Why don’t I feel safe?

I am an orthodox Jewish woman and it’s something I’m proud of. I love my religion with all its goodness and flaws. There were many times during my challenges that my faith was the only thing that kept me from falling apart. I want to talk about something more uncomfortable though. I want to tell you how it feels to be a religious Jew in a world where antisemitism is rampant, shown openly or otherwise. I also want to ask some difficult questions.

I know I may seem different to you, strange even. We look different, we keep mostly to ourselves and basically live in our own little bubble. I understand you don’t “get” us. But I don’t understand why we deserve the hatred directed at us.

Now, before you start to object and say that no one hates us, I will explain to you how I feel in the country I live in. I don’t always feel safe. I always feel the need to go with another person when I venture in unfamiliar places. And while some of it *may* be in my head, I cannot count how many times I had dirty stares directed at me. Or how many times “dirty Jew” was muttered under someone’s breath when I passed by.

I’m trying to understand why I am “dirty”. I do shower every day so it cannot be that. I am a person just like you. A person with feelings, thoughts, desires and fears like any other human being. I am a good mother to my children. I try to be a good person but I have my flaws just like everyone else.

Why is my religion held against me? Why is every story happening in my ultra religious circles being spread out for all to see to criticize and to mock? Such stories happen everywhere.

Even if you don’t understand all of our rituals or they don’t make sense to you is no reason to make us feel less than. I know there are a lot of decent people out there that respect everyone regardless of religion, color or race. But that still doesn’t take away the fact that we are feeling the hate left and right. it’s not that hard to smile at every person you see, even if they are different. I don’t ask for much. I just want to be able to feel as safe as any other person out there. Not to feel scared that I, as a visibly orthodox Jewish woman, will be attacked verbally or looked at with disdain. I don’t deserve that. We all don’t deserve that.

These are some hard questions which will probably be tough to hear. But the biggest question of all is: why is everyone afraid of “different”? We are, after all, very much the same.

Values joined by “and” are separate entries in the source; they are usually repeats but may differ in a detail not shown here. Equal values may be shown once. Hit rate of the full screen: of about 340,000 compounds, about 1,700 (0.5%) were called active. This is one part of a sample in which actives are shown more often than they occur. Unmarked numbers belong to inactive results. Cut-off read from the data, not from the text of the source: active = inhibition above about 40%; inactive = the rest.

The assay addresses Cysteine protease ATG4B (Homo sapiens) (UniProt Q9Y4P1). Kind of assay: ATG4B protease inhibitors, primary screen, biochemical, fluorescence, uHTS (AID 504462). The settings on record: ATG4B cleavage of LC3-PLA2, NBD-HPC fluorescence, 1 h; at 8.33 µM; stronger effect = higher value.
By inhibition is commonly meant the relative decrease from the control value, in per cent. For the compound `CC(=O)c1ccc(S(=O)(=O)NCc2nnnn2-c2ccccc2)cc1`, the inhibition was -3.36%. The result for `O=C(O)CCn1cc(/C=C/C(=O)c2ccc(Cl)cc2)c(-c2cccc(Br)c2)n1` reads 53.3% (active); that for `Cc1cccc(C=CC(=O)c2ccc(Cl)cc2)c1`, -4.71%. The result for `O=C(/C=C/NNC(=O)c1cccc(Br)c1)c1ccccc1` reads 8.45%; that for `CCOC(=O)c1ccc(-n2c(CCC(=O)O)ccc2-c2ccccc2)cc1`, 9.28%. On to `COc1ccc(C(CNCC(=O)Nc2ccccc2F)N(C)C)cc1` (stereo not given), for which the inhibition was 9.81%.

My Jewish sabbath

It’s Friday morning. My favorite day of the week is coming soon. Friday afternoon is hectic,with all the last minute preparations going on. Food warmed up? Check. Kids all showered and washed their hair? Check. Table set for Friday night dinner? Check. Candles prepared? Check.

shabbat table

The time for lighting the Sabbath candles is approaching. As I light the candles, peace descends upon the house like a sweet, soft blanket. All mundane matters are put aside for 24 hours. Electronics and gadgets are put away, not to be seen until Saturday night after sundown. It’s my time to focus on the things that really matter, like family, without the distraction of cell phones, computers or tablets. When my daughter talks to me, I actually listen with attention.

After candle lighting, I take the time to sit on the couch with my daughter and we talk about what she learned in school that week. And when she shows me her artwork I actually look at it and not pretend to like it so I could get back to my screen. I treasure that time with her. Not much later the men come home and we eat the one and only dinner together as a family with no distractions. It’s beautiful. The men sing and the food is delicious. It’s time to find out what the kids are thinking and feeling. There are no phones ringing, no social media to escape to, just being in the moment with the people you love.

After the meal, I actually have time to read real magazines, not virtual ones. I love the feel of paper but sadly, the lure of the virtual world takes me away from the pleasure of old fashioned reading.

The next day is more of the same. I can sleep in a little, then we join my family for the next meal. We sit together instead of chatting on Whatsapp. My children get to spend time with the grandparents and can update them about their week.

The afternoon is spend napping and looking at old family albums and just being together. This bonding time keeps us strong from week to week. As sundown approaches, I get a little sad. I love my sabbath. I know I’m way too addicted to technology and I’m sure my children suffer as a result. But I await my little peace of weekly heaven and know that this is what keeps the fabric of our family life together. I would not give this up for the world. I’m not sure I would be able to do this voluntarily if my religion ┬ádidn’t (demand) it because of my strong dependence on electronics but since I got this gift of the day of rest, I see the beauty in it and wish for everyone to experience this just once. The disconnect is actually a way of connecting to the real thing. It’s priceless and I’m grateful for it.

Blogging about different aspects of my life as an ultra orthodox chassidic Jewish woman and mother.